• Ninasam offers a 10-month training course to aspiring theatre practitioners

Have you ever imagined a villager engaged in a literary discourse or a cart driver conversing about the literary geniuses? Well if you haven’t, you must visit Heggodu- a quaint village in Shimoga, nestled 350 km from Bangalore, to experience the same.

The village owes this unbelievable cultural life to the ‘Nilakanteshwara Natyaseva Samgha,’ a world-renowned culture institute famously known as ‘Ninasam.’

Established by Kannada writer, Kuntagodu Vibhuthi Subbanna (KV Subbanna), in 1949, Ninasam is credited with some remarkable contributions in the field of theatres, publishing and movies. Started off as an amateur project under a thatched roof in the green village, Ninasam has evolved into a melting pot of Kannada intellect and culture.

Bridging the gap between urban and rural populace, the institute focuses on socio-cultural work. Even earlier Ninasam would organise theatre and workshops along with publishing texts related to theatres. As a result, interested groups from the nearby areas started flocking to the institute to discuss contemporary issues and other forms of art.

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With a greater influx of intellectuals, a full-fledged theatre building named Shivarama Karanth (a prominent Kannada literary) was built for the troupe that slowly started performing outside the village as well. After the construction, the theatre started administering residential training programmes as well.

Ninasam buliding. Image Source: The Quint
Ninasam building. Image Source: The Quint

To tackle the language barrier for the people who only understood Kannada, KV Subbanna would write the entire script in the dialect and would distribute them to the locals before the play. The effort taken by Subbanna is evident even today when the villagers talk at length about various classic movies being their favourite films.

Its finest annual event the ‘Samskrutik Shibira’ till date remains the most loved programme and centres around a socio-political theme. Renowned figures of Indian culture such as B V Karanth, U R Ananthmurthy, Sammik Bandhopadhyay, and Shiv Vishwanathan have delivered lectures at this renowned culture course, reports thebetterindia.com.

Following the guru-shishya tradition, Ninasam is totally managed by its staff and students who take up the daily chores turn by turn. At times even the villagers drop by to give them a hand.

The institute also trains children from the nearby villages for Yakshagana performances. “Yakshagana is a folk theatre form that combines dance, music, dialogue and costumes in a unique theatre that is traditionally presented from dusk to dawn. It is predominantly seen in the coastal districts of Karnataka, especially the Malnad region,” quoted thebetterindia.com as saying.

Ninasam offers a 10-month training course to aspiring theatre practitioners. Blending traditional with contemporary makes the institute stand out.

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The insightful discussions at Ninasam are something that has developed the villagers’ fondness for the work of writers like Shakespeare, Mohan Rakesh, Bernard Shaw and Kalidasa among others.

A theatrical performance in Ninasam. Image Source: thebetterindia.com
A theatrical performance in Ninasam. Image Source: thebetterindia.com

After six decades of dedicated working, Ninasam has transformed into a multi-faceted organisation with several arms like Ninasam Theatre Institute, Ninasam Tirugata, Ninasam Foundation, and the Akshara Prakashana Publishing House.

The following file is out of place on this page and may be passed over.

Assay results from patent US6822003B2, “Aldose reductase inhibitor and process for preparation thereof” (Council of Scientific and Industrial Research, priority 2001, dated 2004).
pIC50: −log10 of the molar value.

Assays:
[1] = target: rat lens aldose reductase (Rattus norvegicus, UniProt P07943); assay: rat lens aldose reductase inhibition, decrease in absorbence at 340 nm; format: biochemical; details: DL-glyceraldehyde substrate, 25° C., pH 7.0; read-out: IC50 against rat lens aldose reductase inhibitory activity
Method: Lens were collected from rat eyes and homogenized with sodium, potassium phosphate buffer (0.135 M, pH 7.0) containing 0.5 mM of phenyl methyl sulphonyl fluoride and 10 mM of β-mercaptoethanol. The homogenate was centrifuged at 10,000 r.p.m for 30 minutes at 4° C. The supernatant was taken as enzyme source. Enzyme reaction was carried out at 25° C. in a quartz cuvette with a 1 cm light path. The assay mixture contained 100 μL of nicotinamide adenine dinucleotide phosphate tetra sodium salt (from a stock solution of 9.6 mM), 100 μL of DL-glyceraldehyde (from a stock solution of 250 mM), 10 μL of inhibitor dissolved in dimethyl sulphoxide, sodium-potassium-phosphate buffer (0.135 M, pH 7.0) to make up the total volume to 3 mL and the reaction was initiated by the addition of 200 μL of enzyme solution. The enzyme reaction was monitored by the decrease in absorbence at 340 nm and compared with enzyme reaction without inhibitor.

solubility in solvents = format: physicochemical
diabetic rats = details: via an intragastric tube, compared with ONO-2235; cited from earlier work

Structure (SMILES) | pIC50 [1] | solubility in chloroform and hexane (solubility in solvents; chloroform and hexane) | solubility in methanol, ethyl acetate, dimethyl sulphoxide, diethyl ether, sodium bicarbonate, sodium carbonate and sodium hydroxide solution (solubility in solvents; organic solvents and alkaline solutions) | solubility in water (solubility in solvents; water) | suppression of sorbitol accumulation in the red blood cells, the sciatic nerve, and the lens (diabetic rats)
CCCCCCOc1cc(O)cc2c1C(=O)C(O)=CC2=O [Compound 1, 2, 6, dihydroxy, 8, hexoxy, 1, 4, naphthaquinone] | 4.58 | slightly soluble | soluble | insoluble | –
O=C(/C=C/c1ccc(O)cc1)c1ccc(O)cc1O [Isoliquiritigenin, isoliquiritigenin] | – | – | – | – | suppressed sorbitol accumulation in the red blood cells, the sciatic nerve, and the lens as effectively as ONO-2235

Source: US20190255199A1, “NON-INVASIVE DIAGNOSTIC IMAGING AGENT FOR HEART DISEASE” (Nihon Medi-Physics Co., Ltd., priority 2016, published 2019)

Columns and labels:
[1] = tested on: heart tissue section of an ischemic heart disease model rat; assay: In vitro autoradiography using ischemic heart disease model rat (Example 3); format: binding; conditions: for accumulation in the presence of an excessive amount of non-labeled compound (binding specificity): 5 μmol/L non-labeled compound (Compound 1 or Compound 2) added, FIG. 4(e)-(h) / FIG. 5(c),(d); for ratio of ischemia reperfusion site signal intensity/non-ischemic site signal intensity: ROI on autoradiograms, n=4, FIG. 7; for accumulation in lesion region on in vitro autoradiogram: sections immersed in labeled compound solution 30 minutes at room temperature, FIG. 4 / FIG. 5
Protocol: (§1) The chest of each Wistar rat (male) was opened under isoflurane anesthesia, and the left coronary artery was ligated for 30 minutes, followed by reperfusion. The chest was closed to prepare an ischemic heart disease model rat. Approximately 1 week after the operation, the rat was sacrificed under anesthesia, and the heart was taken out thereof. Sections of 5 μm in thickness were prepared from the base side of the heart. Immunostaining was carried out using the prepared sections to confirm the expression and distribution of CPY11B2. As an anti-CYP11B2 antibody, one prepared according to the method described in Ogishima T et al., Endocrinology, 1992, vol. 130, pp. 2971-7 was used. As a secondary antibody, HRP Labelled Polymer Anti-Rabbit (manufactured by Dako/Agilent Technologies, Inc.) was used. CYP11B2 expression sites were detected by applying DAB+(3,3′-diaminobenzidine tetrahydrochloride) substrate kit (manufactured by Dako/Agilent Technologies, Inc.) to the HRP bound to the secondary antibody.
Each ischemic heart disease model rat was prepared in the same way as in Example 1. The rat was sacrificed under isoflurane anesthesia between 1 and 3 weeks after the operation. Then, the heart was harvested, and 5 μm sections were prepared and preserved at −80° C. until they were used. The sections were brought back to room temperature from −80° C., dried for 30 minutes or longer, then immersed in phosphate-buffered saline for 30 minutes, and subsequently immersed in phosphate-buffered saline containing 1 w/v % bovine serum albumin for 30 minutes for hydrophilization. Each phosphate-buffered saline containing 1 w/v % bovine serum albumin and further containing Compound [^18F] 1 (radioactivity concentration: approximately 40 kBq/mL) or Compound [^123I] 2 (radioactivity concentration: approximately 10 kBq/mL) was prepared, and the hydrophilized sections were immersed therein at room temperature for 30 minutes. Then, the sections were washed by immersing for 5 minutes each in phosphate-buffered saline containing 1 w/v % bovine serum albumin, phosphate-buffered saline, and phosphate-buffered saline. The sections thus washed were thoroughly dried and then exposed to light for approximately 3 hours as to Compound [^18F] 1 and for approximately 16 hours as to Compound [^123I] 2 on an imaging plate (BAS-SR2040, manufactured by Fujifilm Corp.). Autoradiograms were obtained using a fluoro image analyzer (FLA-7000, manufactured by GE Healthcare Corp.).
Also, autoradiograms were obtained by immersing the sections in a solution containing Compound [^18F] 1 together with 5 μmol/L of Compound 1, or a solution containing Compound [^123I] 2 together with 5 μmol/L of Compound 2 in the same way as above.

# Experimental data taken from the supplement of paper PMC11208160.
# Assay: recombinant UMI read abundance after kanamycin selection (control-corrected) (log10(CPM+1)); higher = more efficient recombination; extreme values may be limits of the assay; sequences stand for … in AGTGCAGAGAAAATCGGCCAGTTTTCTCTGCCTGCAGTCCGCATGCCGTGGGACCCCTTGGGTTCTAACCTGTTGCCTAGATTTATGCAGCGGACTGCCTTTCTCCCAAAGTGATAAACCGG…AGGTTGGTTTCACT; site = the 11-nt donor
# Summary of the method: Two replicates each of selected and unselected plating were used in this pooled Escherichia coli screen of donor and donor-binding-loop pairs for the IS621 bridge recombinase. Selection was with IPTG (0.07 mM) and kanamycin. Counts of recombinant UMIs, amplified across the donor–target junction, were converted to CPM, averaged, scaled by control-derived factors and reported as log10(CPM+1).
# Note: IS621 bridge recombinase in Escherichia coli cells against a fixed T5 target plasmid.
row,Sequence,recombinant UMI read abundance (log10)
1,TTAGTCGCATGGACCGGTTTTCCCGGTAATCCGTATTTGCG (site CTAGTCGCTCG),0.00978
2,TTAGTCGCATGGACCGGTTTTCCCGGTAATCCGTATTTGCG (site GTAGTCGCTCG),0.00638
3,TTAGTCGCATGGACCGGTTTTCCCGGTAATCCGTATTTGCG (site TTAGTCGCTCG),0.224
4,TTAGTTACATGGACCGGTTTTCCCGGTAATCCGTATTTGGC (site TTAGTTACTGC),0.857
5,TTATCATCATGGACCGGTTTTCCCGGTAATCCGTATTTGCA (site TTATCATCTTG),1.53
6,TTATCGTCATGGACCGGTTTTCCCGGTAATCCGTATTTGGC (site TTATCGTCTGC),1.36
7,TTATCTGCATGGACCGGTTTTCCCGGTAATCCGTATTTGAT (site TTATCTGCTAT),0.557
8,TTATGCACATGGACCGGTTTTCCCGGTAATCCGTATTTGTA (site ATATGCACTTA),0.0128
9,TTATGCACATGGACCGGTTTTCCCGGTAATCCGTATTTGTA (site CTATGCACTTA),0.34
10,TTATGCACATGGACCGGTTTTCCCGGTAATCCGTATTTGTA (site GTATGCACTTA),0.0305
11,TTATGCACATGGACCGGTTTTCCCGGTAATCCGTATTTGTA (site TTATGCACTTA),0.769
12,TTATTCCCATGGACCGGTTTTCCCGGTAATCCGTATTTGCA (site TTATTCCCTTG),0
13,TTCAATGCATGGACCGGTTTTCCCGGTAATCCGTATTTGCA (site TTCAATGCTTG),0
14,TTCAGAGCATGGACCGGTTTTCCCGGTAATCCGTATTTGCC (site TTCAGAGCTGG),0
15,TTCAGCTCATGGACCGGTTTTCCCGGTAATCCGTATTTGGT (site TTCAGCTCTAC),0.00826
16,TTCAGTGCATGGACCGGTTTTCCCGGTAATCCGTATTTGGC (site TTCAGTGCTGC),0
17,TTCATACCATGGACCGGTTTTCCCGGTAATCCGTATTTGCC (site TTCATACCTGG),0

The institute has also earned widespread recognition both at national and global level. Its founder late KV Subbanna has been awarded with the prestigious Ramon Magsaysay Award for Creative Arts, Communication and Journalism in 1991.

Continuing to set a benchmark in evolving cultural literary, Ninasam has undoubtedly made literature and theatre as the part and parcel of village life in Heggodu.

– prepared by Bulbul Sharma, a staff-writer at NewsGram. Twitter handle: iBulbul_

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William Shakespeare: contemporary even after 400 years

In the era of short films, the plays of William Shakespeare have their presence globally even after 400 years of being published.

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William Shakespeare:Wikimedia Commons

By Shivangi Tripathi

It’s been around 400 hundred years since William Shakespeare wrote his last play ‘The Two Noble Kinsmen’, published in the year 1613, yet even today Romeo and Juliet are epitome of pure romance. In the age of rom-coms, what makes Romeo and Juliet alive?

William Shakespeare was born in 1564 in the town of Stratford-upon-Avon, 160 kms  from London.

But great minds are not confined by borders. His characters were embraced by people all over the world as their own. His influence was such that his works have been translated in hundreds of languages. Although he was British, his influence among Americans is eminent. ‘The Folger Shakespeare Library’ in Washington D.C. is the world’s largest collection of printed works of William Shakespeare. The exhibit at Folger has a copy of ‘First Folio’ which is one of the earliest references of Shakespeare’s work into the new world. It contains some of his most commended works like’ The twelfth night’, ‘The Hamlet’ and ‘The Tempest’.

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His carrier as a playwright is said to have started as early as 13 years of age on the London stage. The vast acceptance of his characters as real with real human emotions is said to be the reason that it even resonates with the readers today. The powerful poetic writing and phrases such ‘Et tu brute’ or ‘The most unkindest cut’ is bound to leave a permanent mark for just the depth and understanding of human emotions.

Later, after being financially stable, Shakespeare became a land owner and a major shareholder of Globe Theatre whose exact replica now stands in London.

Along with the universal appeal of his characters Academia has helped a lot in taking Shakespeare to the next generation readers by making it a compulsory reading in high schools. Whatever be the reason, definition of genres like tragedy, comedy or romance is always incomplete without the reference of his works.

https://www.youtube.com/watch?v=AKSwvS81UI4